The work is expected to last approximately 80 days.  The SDOT project page is here, although as of 9:20 pm last night there was nothing on this subject.  Be sure to check the Metro website over the next few days for more details.

Tolling I-90

This post originally appeared on Orphan Road.

I know a few graduates of Mercer Island’s public schools, and they’re pretty sharp folks. Which makes me wonder…are Judy Clibborn’s constituents really this dumb?

Given the pending removal of two I-90 bridge lanes for a light-rail line, “I heard people say I don’t use the 520 Bridge and you’re taking my bridge and making it have less capacity … and then you’re going to take that money and put it on a bridge that I don’t use,” said Rep. Judy Clibborn, D-Mercer Island, who said putting tolls only on the 520 span is an issue of fairness.

Transit is an ecosystem, folks. Tolling 520 but not I-90 would just increase the traffic on your precious “free”way.

But beyond that, pardon my French, but for fuck’s sake, you live on a goddamn ISLAND! You have a special little exemption to use the HOV lanes even if you don’t have any passengers. Where do you get the stones to demand perpetually free, state- and federally-funded access to your precious little mound of dirt?

Wow. Just… wow.

Metro Operating Cuts

Student Downtown Lunch Bus Rush
Photo by Oran

If you live and work in Seattle, the Metro budget crisis is probably worse than you realize.  According to my source, King County policy is to cut routes in proportion to the amount of service hours currently in each service area.

These numbers are off the top of my source’s head, but Seattle would take about 62% of the cuts, the Eastside 17%, and South King 21%.  Moreover, unless the routes are “suspended” for a short time, future increases would of course be subject to 20/40/40, resulting in a permanent shift of resources to the suburbs.

UPDATE: I finally dug up the policy statement that covers both this rule and 20/40/40.  Open this pdf and scroll to strategy IM-3.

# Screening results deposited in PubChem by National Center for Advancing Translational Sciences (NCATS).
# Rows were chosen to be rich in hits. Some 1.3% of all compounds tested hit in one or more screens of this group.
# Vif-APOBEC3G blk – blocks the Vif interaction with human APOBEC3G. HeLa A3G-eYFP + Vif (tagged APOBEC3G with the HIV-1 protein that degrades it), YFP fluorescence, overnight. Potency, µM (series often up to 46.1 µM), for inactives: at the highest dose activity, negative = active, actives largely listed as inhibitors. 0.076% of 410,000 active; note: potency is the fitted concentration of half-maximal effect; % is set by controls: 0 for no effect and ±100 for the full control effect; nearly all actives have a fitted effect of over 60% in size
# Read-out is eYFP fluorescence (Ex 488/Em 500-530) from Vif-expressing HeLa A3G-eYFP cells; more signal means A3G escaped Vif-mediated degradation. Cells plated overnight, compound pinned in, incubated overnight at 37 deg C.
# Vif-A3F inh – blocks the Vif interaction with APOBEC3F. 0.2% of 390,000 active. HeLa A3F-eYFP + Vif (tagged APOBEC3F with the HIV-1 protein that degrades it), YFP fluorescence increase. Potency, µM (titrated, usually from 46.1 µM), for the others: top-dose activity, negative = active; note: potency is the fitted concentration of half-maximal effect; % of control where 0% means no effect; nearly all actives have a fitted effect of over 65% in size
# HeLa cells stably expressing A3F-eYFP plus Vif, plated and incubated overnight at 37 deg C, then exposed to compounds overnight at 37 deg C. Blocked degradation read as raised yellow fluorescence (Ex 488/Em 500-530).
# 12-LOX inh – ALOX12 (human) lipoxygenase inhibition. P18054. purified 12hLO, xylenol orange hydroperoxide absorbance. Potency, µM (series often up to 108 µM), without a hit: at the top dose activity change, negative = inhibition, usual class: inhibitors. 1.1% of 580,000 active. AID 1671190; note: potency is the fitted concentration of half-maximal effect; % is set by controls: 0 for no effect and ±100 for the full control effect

Another interesting tidbit: “two-way” routes that serve two subareas count as 50% against each.  For instance, Seattle “pays” half the cost of the 150 and 271, while the Eastside would bear all the costs of the 229 or 257.

In the current context, that means the Seattle share of cuts may not come entirely out of one-digit and two-digit routes.


This post originally appeared on Orphan Road.

 Last Summer, while visiting Montreal, I met a retired couple in the hotel sauna who’d arrived there by Amtrak from New York.  Gas was over $4/gallon, flights were expensive, so they decided to give the train a shot.  Well, you can imagine how that went.  The cafe car ran out of food about halfway through the journey, the toilets stopped being serviced at around the 8th hour of the 12-hour trip, etc., etc.  Needless to say, they didn’t have a great experience.

Amtrak has atrophied from eight years of neglect under the Bush administration.  Here in Western Washington, (and maybe in the well-funded Northeast Corridor) we’ve been spared the brunt of it thanks to state funding.  But it’s gotten pretty grim out there on some routes.  

All of which is a long way of saying that I’m very glad that the new Amtrak CEO seems like he’s ready to turn the agency around.

Of course, if we hadn’t neglected the service for the last eight years, we wouldn’t have to dig out of such a big hole.  But President Obama seems really serious about funding rail transit, so better days may be ahead.